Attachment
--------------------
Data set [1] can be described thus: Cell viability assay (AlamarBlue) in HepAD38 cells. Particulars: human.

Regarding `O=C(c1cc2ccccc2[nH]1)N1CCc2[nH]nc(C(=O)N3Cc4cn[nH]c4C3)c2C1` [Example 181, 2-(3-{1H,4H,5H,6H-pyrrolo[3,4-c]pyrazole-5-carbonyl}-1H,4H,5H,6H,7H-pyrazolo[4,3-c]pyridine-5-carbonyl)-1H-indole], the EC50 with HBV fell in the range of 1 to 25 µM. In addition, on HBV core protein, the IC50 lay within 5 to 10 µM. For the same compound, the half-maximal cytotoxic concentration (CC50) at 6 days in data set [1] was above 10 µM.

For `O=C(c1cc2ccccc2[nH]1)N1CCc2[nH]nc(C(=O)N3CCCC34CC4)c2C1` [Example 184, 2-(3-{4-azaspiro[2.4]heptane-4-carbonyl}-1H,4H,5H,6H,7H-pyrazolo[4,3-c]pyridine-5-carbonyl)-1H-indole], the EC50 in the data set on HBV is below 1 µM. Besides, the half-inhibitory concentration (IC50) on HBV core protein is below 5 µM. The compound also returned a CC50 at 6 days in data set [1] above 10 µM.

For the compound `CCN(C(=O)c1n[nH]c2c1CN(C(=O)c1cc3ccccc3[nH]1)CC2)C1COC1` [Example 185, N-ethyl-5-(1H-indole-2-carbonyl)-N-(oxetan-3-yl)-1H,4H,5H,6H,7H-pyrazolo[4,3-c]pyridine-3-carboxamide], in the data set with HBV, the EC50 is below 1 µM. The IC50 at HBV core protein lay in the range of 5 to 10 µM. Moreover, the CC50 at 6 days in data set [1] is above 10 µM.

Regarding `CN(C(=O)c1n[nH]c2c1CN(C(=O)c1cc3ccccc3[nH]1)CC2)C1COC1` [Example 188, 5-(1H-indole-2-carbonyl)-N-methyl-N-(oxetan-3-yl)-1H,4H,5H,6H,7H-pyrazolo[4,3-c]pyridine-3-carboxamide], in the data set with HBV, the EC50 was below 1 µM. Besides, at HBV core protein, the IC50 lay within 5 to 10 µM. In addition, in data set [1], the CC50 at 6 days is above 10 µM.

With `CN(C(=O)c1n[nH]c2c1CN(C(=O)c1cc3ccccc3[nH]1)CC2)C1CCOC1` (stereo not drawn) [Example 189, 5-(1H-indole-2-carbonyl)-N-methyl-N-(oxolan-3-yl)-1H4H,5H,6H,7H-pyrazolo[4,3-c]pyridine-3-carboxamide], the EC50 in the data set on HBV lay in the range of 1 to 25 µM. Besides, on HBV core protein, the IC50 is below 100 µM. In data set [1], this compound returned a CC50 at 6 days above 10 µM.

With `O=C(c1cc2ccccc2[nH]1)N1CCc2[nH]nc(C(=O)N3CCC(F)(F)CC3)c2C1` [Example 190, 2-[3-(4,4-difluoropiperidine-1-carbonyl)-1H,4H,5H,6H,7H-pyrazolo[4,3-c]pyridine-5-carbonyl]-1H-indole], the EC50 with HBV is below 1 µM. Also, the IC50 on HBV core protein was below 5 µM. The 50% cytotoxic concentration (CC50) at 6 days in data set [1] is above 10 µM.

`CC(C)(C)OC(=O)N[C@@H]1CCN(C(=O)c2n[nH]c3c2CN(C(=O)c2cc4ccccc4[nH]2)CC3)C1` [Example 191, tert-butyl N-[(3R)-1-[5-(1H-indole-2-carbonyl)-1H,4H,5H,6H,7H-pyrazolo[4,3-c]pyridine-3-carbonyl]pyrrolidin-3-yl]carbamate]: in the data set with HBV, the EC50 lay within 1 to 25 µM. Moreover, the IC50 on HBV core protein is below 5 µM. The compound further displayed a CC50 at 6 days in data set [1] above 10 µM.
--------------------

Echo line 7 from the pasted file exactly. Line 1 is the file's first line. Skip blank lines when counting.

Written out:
With `O=C(c1cc2ccccc2[nH]1)N1CCc2[nH]nc(C(=O)N3CCC(F)(F)CC3)c2C1` [Example 190, 2-[3-(4,4-difluoropiperidine-1-carbonyl)-1H,4H,5H,6H,7H-pyrazolo[4,3-c]pyridine-5-carbonyl]-1H-indole], the EC50 with HBV is below 1 µM. Also, the IC50 on HBV core protein was below 5 µM. The 50% cytotoxic concentration (CC50) at 6 days in data set [1] is above 10 µM.